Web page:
- Acheson, Dean Gooderham
- (1893-1971)Born to a privileged family in Middletown, Connecticut, Dean Acheson attended Groton, Yale, and Harvard Law School, where he graduated in 1918. He served briefly in the navy in 1918, and after working as a clerk to Supreme Court Justice Louis Brandeis, he joined a Washington law firm in 1921 and practiced until 1941.A conservative Democrat, Acheson joined Franklin D. Roosevelt’s administration in 1933 as undersecretary of the treasury but resigned quietly that same year in disagreement over monetary policy. With the onset of war in Europe, he became a fervent interventionist and pushed for measures supporting Great Britain and provided an important legal brief in support of the Destroyers-for-Bases Agreement in 1940. Named assistant secretary of state for economic affairs in 1941, he played a significant role at the Bretton Woods Conference in 1944, which established the International Monetary Fund and the World Bank.Acheson was undersecretary of state from 1945 to 1947, and in 1949 President Harry S. Truman appointed him secretary of state. He served until 1953, helping shape U.S. policies in the early Cold War, including the Truman Doctrine and the Marshall Plan. He was one of the leading architects of the political, economic, and military structures to contain the Soviet Union—a Cold War strategy codified in National Security Council Report 68 in 1950. The North Atlantic Treaty Organization, the decision to build the hydrogen bomb, the U.S. military response to North Korean aggression, the substantial defense build-up, and the incorporation of West Germany and Japan into the Western Alliance all reflected his influence. Despite his anticommunist policies and convictions, Acheson was subjected to merciless criticism by the right wing of the Republican Party, especially Senator Joseph McCarthy, particularly over failures in Asia—the “loss of China” and the Korean War—but also for refusing to turn his back on Alger Hiss. He dismissed such criticism as the work of “primitives.” His tailored suits, neat moustache, and fastidious attention to appearance led to him being accused of pomposity and snobbery. He did, however, retain the support of President Truman.Acheson returned to his law practice in 1953 but remained involved in foreign policy issues and vigorously defended the strategy of containment he had helped implement. When Presidents John F. Kennedy and Lyndon B. Johnson sought his advice, he consistently supported a tough line until 1968, when he abruptly urged U.S. disengagement from the Vietnam War. His aptly titled memoir, Present at the Creation, won the Pulitzer Prize in 1970.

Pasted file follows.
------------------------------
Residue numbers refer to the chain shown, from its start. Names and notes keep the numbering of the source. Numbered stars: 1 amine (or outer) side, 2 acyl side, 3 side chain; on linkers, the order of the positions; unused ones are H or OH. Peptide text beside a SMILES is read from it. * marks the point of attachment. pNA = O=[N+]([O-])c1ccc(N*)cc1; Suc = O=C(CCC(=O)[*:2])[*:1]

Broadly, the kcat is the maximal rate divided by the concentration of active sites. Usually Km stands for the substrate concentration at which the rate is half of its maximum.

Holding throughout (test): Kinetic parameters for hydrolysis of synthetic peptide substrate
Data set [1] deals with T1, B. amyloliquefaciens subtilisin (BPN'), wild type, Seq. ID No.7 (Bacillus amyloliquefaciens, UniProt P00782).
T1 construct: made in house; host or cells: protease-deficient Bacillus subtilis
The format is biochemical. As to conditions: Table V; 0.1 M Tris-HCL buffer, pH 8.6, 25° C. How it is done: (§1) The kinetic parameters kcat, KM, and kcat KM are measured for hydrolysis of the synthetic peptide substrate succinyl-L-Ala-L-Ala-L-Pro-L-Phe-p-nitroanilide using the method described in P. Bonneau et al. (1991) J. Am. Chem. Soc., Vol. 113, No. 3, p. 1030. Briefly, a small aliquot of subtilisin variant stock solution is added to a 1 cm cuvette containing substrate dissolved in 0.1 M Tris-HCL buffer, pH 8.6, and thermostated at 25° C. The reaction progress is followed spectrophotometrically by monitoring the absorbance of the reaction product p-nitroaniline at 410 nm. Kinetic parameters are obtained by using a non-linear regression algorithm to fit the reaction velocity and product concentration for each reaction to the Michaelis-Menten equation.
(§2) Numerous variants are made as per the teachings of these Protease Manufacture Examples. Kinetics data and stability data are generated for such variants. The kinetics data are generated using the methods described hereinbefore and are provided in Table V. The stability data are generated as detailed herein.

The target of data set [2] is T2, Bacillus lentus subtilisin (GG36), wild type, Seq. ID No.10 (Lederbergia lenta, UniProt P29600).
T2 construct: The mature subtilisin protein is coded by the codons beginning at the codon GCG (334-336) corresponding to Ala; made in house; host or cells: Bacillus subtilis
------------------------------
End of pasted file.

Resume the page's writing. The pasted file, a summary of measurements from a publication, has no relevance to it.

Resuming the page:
Historical Dictionary of the Roosevelt–Truman Era . Neil A. Wynn . 2015.